Buckling of a shell subjected to a probing force

We study the buckling of hemispherical elastic shells subjected to the combined effect of pressure loading and a probing force. We perform an experimental investigation using thin shells of nearly uniform thickness that are fabricated with a well-controlled geometric imperfection. By systematically varying the indentation displacement and the geometry of the probe, we study the effect that the probe-induced deflections have on the buckling strength of our spherical shells. The experimental results are then compared to finite element simulations, as well as to recent theoretical predictions from the literature. Inspired by a nondestructive technique that was recently proposed to evaluate the stability of elastic shells, we characterize the nonlinear load-deflection mechanical response of the probe for different values of the pressure loading. We demonstrate that this nondestructive method is a successful local way to assess the stability of spherical shells.

Related publications:

  • Joel Marthelot, Francisco López-Jiménez, Anna Lee, John W. Hutchinson, and Pedro M. Reis, "Buckling of a Pressurized Hemispherical Shell Subjected to a Probing Force," Journal of Applied Mechanics 84, 121005 (2017).​ [pdf]

Critical buckling pressure of precisely imperfect shells

We study the effect of a dimplelike geometric imperfection on the critical buckling load of spherical elastic shells under pressure loading. This investigation combines precision experiments, finite element modeling, and numerical solutions of a reduced shell theory, all of which are found to be in excellent quantitative agreement. In the experiments, the geometry and magnitude of the defect can be designed and precisely fabricated through a customizable rapid prototyping technique. Our primary focus is on predictively describing the imperfection sensitivity of the shell to provide a quantitative relation between its knockdown factor and the amplitude of the defect. In addition, we find that the buckling pressure becomes independent of the amplitude of the defect beyond a critical value. The level and onset of this plateau are quantified systematically and found to be affected by a single geometric parameter that depends on both the radius-to-thickness ratio of the shell and the angular width of the defect. To the best of our knowledge, this is the first time that experimental results on the knockdown factors of imperfect spherical shells have been accurately predicted, through both finite element modeling and shell theory solutions.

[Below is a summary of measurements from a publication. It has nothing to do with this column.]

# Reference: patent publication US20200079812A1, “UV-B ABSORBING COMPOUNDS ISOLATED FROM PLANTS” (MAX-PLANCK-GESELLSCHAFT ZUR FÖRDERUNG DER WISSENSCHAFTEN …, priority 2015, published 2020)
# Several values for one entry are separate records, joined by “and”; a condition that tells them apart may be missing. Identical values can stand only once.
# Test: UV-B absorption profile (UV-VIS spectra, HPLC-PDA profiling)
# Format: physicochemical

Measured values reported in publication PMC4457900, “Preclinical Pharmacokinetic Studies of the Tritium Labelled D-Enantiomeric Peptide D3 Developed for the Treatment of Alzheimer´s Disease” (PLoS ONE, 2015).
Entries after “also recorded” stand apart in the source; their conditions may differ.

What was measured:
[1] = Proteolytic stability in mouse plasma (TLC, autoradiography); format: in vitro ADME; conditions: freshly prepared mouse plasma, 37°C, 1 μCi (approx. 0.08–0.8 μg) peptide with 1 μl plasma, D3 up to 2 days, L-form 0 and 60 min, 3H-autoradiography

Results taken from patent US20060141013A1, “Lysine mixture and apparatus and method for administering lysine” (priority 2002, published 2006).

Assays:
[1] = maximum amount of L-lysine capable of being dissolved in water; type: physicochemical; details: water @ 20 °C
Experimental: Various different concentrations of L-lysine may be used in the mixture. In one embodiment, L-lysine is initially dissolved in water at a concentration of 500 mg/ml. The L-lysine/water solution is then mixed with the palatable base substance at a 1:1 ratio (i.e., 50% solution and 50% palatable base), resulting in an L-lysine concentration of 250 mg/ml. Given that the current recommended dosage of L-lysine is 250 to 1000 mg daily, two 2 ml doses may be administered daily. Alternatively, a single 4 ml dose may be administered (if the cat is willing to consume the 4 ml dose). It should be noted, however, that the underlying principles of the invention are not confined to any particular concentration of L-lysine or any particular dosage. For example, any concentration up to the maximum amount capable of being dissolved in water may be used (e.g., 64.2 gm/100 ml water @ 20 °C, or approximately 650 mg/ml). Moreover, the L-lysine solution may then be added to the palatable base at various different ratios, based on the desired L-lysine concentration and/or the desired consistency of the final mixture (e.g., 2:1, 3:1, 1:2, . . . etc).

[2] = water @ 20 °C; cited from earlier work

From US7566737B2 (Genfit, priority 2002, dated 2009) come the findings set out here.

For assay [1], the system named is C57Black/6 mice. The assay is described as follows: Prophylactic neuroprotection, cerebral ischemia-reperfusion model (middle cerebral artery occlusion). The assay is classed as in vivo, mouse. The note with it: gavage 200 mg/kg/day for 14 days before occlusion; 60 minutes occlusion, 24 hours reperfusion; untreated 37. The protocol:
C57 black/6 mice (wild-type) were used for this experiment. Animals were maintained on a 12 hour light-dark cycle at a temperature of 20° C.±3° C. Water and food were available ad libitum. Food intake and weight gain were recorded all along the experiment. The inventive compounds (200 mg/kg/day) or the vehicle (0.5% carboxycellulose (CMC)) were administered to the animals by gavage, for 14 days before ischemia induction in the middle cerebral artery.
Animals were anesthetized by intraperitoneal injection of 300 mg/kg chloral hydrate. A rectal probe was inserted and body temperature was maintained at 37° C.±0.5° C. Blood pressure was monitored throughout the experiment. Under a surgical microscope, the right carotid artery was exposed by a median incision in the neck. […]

Related publications:

  • Anna Lee, Francisco López-Jiménez, Joel Marthelot, John W. Hutchinson, and Pedro M. Reis, “The Geometric Role of Precisely Engineered Imperfections on the Critical Buckling Load of Spherical Elastic Shells,” Journal of Applied Mechanics 83 (11), 111005 (2016). [pdf]

  • Francisco López-Jiménez, Joel Marthelot, Anna Lee, John W. Hutchinson, and Pedro M. Reis, “Knockdown Factor for the Buckling of Spherical Shells Containing Large-amplitude Geometric Defects,” Journal of Applied Mechanics 84, 034501 (2017). [pdf]


We are interested in understanding the extreme deformation of soft structures and exploring the functionality of mechanical instabilities.

Copyright © Extreme Mechanics Lab, POSTECH. All Rights Reserved.


​Extreme Mechanics Lab, POSTECH

Engineering Building 5, Room 321

77 Cheongam-ro Nam-gu, Pohang-si, Gyeongsangbuk-do

37673, Republic of Korea